My husband's father had 2 sisters and a brother, and the youngest sister found out when she was in her 20s that she didn't have the same mother as her sibs. Their mother had died in childbirth (that child had died, too, which no one talked about) and the kids were farmed out to relatives and an orphanage for a year or so. They reunited when the father remarried and had another child. It was a secret that none of her sibs shared with her.

  7. Hi JOAN -- If your family tree is clear of doubtful relations, then the pressure is on YOU to keep up the perfect record! Pre-orders for Doubtful Relations are starting to populate the various online sites. I'm posting links on my website as I learn of them.

    GRACE -- Genealogy can be a great and interesting challenge or become a huge time suck depending on your perspective. Fortunately, my father was quite interested as was a great-grandfather on one branch and a three-greats on another. That helps,

    And HANK -- does work -- think of it as an online library of geanological information to help make connections. I'm also fond of which has links to cemeteries, individual graves (often with pictures of the stone) Were you thinking of that tests your DNA and tells you about your ethnic background?

  8. KAIT -- Changing names becomes a real family tree killer, as sometimes is the creative spelling employed by immigration agents at Ellis Island and elsewhere. They wrote what they heard, or especially with Eastern European names, only as many letters as they felt like. Also, depending on when your ancestors arrived from Germany -- there were pressures at various times to Americanize names. [During WWI many US town names changed to hide their German heritage. I once lived in Oldwick, New Jersey, which had been called New Germantown.]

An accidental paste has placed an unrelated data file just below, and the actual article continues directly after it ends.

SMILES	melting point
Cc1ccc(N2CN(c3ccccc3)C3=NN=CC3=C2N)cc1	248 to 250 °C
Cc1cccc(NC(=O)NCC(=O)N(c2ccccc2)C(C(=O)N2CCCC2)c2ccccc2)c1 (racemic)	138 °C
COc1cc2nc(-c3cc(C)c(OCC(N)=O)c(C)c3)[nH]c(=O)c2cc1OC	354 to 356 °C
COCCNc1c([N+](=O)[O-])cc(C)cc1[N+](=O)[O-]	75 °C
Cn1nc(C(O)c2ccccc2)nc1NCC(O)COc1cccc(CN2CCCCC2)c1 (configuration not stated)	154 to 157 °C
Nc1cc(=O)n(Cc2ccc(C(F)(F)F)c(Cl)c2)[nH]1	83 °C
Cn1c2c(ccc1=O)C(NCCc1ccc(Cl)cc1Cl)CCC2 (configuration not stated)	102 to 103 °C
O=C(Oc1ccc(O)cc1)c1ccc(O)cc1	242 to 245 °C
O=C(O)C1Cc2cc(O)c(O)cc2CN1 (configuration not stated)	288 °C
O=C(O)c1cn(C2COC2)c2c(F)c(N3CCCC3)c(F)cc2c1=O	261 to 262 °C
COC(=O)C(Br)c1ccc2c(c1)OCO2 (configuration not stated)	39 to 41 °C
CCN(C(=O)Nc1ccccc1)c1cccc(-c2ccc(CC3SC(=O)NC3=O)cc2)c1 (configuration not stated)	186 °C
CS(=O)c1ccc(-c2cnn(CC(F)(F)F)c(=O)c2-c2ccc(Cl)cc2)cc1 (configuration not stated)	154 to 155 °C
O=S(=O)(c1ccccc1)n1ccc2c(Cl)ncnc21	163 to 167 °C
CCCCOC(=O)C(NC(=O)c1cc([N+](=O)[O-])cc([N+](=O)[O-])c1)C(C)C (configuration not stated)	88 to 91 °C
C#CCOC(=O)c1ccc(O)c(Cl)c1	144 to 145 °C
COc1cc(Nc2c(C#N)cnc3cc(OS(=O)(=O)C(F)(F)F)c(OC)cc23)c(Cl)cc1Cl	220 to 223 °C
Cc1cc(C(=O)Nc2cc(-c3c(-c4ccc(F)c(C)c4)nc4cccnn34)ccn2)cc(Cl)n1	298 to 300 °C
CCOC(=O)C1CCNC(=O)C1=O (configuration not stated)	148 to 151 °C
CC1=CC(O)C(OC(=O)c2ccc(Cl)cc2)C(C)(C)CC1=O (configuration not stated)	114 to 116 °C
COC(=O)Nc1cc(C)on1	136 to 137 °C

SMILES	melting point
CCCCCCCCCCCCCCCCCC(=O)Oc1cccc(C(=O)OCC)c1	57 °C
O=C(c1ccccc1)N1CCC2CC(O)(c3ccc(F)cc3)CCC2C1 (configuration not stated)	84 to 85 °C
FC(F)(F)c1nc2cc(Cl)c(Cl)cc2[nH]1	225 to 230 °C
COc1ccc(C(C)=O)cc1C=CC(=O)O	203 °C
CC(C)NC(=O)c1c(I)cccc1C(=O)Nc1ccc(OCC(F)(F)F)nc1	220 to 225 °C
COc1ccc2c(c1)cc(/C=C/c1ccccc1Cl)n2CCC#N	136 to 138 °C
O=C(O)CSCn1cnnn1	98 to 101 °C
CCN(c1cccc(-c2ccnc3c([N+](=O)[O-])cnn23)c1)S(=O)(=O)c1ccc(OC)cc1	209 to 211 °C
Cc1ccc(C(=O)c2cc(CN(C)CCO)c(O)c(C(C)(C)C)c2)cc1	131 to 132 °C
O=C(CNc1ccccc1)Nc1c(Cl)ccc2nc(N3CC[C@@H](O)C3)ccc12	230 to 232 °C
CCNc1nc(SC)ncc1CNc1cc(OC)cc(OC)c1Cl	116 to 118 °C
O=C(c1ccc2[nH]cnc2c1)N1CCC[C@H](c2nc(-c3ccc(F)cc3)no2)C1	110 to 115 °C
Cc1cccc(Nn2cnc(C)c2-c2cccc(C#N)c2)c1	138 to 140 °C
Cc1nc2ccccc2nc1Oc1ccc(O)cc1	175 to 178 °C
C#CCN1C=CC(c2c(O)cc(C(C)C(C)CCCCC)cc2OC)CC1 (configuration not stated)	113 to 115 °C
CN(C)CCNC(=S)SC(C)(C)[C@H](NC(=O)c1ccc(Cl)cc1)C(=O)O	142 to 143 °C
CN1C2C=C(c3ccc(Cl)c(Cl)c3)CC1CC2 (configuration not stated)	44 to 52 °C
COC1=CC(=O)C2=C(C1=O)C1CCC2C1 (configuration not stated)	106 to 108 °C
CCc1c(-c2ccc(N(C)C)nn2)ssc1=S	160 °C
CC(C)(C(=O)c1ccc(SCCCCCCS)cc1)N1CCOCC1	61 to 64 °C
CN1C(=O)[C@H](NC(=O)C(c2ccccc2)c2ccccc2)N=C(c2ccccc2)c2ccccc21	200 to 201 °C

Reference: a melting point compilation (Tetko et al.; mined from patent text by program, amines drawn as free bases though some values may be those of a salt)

9. Hi EDITH (waves) -- Those Irish do know how to feud, and a lot of families have a maiden aunt (fill in the blank) who had a roommate who was a "good friend."

    HALLIE -- Very interesting that no one shared that information with her, especially since it was a fairly common practice when a wife died to have a family member come and stay until the father remarried, parcel the kids out to family (if available) or to orphanages. My understanding is that fathers generally kept the kids only if the oldest girl was old enough to take over the house duties. Often the economic burden was too much, which is why the children were parceled out.

    In my family tree (1700s) a Jackson married, lost the wife in childbirth and ended up marrying her sister. [Between the two women they had 21 kids, if I recall. Tough life in those early farming families.)

  10. welcome Jim, congrats on the new book, and thanks for the great job you're doing with Guppies!

    My brain cells aren't really firing yet, but I know my mother's side was related to Kit Carson. (There was a bad guy too, but I'm hunting for his name.)

    On my father's side, we had West Point grad John Brerton, who fought the Indians in the west and later shot himself. PSTD? Guilty conscience? who knows?

    Kait, love the story of the wife destroying all the records. But what if she had held some back that no one knew about?

    thanks for the topic Jim, it's perfect for mystery writers!

  11. Hi LUCY -- Wow Kit Carson -- one of my childhood heroes when I thought being a scout was the coolest thing.